Many of the flashpoints of recent years will be familiar to readers of this volume. Keith Ellison reminds us of the uproar in 2007 around his choosing to take his ceremonial Oath of Office with his hand on a Qur’an. Debbie Almontaser revisits the episode in 2008 that deprived her of her job as principal and New York City of its first Arabic language charter school. Omid Safi provides a careful study of the propaganda film, Obsession, and explores how in 2008 this diatribe against Muslims and Islam, disguised as a documentary, was distributed to 28 million people. And Aaron Hahn Tapper tells of the 2010 disruption of a speech by Israeli ambassador Michael Oren by members of the Muslim Student Union, an event that was followed by pressure from Jewish organizations such as Hillel and ZOA to ensure the students were punished.Continue Reading
Yona Shem-Tov, the newly appointed executive director of Encounter Programs brings to this position a remarkable set of experiences as a multifaith educator and activist. Last night I learned more about Yona while attending a Gala to honor the outgoing director of Encounter, Rabbi Melissa Weintraub.
Yona was educated in Toronto in a Jewish day school, so she comes to this work with a strong grounding in her own identity and tradition. At the same time, Yona has always appreciated national and cultural diversity. Her mother survived the Holocaust as a child in Europe; her father was born in Iraq and was part of the first airlift of Jews from that country to Israel in 1951.Continue Reading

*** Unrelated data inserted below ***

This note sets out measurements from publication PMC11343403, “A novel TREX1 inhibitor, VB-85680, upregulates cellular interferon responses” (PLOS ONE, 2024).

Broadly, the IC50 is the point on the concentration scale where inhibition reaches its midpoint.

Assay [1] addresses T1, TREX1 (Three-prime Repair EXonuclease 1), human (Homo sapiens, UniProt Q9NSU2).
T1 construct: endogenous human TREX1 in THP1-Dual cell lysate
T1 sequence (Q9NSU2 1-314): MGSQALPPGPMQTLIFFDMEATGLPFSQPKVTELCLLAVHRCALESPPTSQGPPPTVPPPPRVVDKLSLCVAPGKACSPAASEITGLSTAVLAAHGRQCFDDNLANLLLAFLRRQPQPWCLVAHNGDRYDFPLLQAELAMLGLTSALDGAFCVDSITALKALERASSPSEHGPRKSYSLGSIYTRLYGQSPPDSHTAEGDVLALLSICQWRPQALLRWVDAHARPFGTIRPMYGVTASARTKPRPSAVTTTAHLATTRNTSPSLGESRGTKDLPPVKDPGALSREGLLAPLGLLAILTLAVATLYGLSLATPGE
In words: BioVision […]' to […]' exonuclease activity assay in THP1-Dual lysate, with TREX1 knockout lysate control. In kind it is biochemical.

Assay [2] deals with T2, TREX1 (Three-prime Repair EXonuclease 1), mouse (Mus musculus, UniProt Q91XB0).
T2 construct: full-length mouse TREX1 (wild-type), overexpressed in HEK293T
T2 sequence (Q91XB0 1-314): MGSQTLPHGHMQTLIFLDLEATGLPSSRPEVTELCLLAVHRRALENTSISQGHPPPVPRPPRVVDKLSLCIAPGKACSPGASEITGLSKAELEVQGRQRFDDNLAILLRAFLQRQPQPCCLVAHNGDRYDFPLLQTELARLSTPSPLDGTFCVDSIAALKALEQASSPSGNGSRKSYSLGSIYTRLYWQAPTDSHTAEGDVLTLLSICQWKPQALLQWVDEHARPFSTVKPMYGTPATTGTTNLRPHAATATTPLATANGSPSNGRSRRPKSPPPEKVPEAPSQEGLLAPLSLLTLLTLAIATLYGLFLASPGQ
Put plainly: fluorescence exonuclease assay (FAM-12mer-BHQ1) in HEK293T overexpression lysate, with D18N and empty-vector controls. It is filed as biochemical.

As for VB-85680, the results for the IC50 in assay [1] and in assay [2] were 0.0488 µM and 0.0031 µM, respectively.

Valarie Kaur, a 2011 graduate of Yale Law School, is also an award winning documentary film maker. As the newly appointed Executive Director of a new multifaith initiative called Groundswell at Auburn, she exemplifies the young leadership that is making multifaith work so exciting today. Valarie is part of the most religiously diverse generation in American history. Coming into adulthood in "the ashes of September 11th," Valarie, like many other emerging leaders, is embracing the challenges of pluralism in remarkable new ways.